# digits of pi, the nature of its randomness, immunity to place selections (Von mises) reichenbach partial limits

The digits of $\pi$ uniform distribution non-standard analysis, and its partial limit

I was wondering whether there has been any investigation into the distribution of the decimals of $\pi$ using non-standard analysis. For instance, can it proven that the frequency distribution is uniform in the strictest possible sense (where by this I mean that since non-standard analysis treats infinities as actual entities like finite quantities, the actual frequency and not just the relative frequency of each digit is precisely the same)? If so, I was wondering if this might explain its partial limit, if it has one (if absolute arithmetic relative frequency convergence requires place selection rules and a violation of randomness – there have been some papers recently arguing about whether tests of randomness appear to be violated given large numbers of the digits). This is based on one my previous conjectures concerning convergence in the finite, place selection rules and absolute infinite convergence in the arithmetic sense.

By a partial limit I am asking whether the sequence is such that there is some $n$, such that for all relative frequencies calculated over the first $K$ digits, where $K>n$, the distribution is within some error bound of being uniform, for all $K$, and where as $K$ increases this error bound (although not necessarily the error/deviation in each individual sequence) gets shorter. Whilst Fursternburg's theorem might suggest that there will always (or almost always) be infinite sequences of the same digit (and of any digit or pattern) one cares to name, do these appear? And if so, will they only occur after a significantly larger infinite number string of uniformly distributed digits beforehand so that the effect of such large strings of the same digit gets washed out, in the limiting relative frequency (so that the partial limit is not violated – or really infinite limit by this stage is perturbed/disturbed)?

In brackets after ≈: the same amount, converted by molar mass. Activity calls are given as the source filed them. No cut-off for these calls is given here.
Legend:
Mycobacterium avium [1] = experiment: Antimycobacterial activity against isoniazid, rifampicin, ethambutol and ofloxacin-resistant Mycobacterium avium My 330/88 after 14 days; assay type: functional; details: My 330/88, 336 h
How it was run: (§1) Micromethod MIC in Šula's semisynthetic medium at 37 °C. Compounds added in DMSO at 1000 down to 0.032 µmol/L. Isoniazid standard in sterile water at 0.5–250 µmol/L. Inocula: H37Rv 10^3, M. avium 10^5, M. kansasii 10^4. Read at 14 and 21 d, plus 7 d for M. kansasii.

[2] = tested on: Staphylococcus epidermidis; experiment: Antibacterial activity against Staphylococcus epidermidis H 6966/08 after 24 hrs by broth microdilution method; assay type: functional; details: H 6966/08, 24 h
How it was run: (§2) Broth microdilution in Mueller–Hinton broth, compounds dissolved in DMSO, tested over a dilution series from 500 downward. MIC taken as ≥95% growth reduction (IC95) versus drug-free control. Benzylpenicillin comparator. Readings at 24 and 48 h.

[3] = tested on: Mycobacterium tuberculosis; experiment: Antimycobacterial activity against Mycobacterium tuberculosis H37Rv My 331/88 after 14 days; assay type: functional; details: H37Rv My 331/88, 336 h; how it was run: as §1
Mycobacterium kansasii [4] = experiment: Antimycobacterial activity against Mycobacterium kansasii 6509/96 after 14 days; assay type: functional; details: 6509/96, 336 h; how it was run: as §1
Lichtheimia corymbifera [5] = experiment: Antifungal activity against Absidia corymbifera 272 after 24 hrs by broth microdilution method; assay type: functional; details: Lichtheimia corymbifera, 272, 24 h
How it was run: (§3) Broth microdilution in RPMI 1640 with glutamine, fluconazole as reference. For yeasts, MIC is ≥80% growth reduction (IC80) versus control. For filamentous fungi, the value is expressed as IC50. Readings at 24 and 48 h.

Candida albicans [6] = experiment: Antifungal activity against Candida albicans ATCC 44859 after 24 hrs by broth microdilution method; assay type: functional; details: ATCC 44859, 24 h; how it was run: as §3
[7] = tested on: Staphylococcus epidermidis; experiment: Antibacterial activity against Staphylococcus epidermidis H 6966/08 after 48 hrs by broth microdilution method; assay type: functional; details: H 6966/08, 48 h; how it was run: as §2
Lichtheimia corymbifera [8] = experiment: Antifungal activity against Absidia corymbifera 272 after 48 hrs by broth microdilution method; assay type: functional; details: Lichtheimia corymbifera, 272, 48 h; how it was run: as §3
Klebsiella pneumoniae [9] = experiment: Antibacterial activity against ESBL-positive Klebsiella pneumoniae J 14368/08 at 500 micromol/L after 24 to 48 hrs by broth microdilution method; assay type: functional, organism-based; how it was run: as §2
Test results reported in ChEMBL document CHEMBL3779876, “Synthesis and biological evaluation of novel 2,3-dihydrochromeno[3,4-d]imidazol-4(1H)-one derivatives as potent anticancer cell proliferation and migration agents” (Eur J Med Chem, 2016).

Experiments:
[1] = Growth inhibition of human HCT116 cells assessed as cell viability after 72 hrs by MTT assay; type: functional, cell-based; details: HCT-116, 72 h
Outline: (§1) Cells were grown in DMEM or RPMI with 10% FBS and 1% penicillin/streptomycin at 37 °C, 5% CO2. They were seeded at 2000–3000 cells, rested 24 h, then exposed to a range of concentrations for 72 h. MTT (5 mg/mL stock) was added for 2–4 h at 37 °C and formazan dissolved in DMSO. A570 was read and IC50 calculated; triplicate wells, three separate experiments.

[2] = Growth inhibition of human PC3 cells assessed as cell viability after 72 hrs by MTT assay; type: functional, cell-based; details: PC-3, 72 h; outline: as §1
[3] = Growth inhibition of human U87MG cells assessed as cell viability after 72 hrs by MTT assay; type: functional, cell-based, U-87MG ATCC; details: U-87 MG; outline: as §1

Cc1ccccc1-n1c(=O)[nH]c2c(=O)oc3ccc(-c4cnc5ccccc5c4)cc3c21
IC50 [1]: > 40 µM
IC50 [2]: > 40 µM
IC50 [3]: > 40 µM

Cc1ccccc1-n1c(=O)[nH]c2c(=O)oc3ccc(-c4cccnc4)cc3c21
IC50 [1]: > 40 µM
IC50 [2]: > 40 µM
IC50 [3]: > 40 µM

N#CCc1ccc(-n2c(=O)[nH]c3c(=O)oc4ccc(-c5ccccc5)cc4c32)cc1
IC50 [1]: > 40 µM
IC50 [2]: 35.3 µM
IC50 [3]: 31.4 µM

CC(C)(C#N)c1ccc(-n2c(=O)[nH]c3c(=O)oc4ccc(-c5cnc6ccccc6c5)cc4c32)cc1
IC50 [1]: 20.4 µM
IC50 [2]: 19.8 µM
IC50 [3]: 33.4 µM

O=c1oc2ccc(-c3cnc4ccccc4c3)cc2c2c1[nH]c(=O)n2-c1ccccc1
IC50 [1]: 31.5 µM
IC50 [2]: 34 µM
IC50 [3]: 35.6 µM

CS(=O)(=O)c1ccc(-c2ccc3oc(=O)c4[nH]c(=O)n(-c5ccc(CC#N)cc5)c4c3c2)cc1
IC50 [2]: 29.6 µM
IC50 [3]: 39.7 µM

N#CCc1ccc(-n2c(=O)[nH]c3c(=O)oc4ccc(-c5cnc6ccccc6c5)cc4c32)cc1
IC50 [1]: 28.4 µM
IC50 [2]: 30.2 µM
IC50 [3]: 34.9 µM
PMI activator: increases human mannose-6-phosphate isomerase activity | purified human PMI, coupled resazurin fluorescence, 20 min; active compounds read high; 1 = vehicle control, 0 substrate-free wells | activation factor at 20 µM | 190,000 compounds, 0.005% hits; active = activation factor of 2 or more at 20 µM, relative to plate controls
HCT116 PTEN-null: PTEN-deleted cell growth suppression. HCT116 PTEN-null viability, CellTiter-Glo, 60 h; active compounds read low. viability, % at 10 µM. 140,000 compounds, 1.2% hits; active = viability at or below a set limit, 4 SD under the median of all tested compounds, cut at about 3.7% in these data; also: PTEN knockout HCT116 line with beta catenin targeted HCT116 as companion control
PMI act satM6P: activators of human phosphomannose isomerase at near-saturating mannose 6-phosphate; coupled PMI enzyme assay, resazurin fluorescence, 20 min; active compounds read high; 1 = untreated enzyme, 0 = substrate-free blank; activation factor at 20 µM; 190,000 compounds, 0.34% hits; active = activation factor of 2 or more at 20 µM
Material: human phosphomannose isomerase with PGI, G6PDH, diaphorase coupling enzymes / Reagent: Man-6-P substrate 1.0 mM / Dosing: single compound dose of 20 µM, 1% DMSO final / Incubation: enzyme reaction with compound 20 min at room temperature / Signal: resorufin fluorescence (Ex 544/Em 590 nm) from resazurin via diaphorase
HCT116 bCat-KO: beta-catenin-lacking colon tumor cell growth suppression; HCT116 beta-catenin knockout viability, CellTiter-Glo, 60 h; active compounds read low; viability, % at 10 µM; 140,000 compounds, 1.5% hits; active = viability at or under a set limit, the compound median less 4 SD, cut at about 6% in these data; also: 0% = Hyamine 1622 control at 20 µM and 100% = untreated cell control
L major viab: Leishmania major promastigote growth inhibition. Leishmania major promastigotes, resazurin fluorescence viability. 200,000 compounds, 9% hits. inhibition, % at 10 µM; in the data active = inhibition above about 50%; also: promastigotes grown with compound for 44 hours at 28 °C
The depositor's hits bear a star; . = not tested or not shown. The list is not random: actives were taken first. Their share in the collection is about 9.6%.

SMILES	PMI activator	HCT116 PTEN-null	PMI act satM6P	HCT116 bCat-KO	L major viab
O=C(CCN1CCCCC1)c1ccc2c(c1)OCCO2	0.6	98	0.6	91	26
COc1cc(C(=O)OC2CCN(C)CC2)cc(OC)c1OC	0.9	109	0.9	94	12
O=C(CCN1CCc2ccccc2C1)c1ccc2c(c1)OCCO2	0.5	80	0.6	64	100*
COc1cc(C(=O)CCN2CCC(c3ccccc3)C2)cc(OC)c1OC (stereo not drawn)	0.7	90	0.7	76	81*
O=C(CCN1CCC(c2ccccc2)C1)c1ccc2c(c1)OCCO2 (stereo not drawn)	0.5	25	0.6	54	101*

Essentially, what I am asking is whether it would, say, be Abraham Wald-von Mises random immunity to gambling or place selections – can I determine a place selection so that for $n$th (or perhaps more complicated function) I can pick out an infinite sequence which is comprised of all and only one digit or, more simply, of some relative frequency different from $\pi$. Or rather can one find some function for any $i$th digit, that will give you what its value is simply as a function of all and only the digits beforehand (forgetting that actual analytic computation)?

Moreover, is it proven that $\pi$ is uniformly distributed – and if so, in the arithmetic non-standard sense or in the real analysis sense where it may diverge by some infinitesimal proportion from ten percent, by which we say it converges in any case?

The digits of $\pi$ uniform distribution nonstandard analysis, and its partial limit - ResearchGate. Available from: https://www.researchgate.net/post/the_digits_of_pi_uniform_distribution_nonstandard_analysis_and_its_partial_limit [accessed Jun 9, 2016].

• It is widely accepted that $\pi$ is normal, but the truth is that we do not even know whether all digits appear infinite many times. It is still possible that only $2$ digits appear infinite many times. But the known digits of $\pi$ are very well equally-distributed. It is believed that this is the case for all digits. It is hard to imgaine that the normality of $\pi$, $e$ or any irrational algebraic number will ever be actually solved for a single base. – Peter Jun 9 '16 at 11:32